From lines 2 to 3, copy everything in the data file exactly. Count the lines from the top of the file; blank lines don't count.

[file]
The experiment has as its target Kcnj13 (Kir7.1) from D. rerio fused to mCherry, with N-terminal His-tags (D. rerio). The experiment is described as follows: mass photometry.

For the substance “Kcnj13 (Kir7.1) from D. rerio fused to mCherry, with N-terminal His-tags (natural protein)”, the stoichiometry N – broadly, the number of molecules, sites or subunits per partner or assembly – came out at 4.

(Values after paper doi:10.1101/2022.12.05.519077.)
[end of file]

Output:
For the substance “Kcnj13 (Kir7.1) from D. rerio fused to mCherry, with N-terminal His-tags (natural protein)”, the stoichiometry N – broadly, the number of molecules, sites or subunits per partner or assembly – came out at 4.

(Values after paper doi:10.1101/2022.12.05.519077.)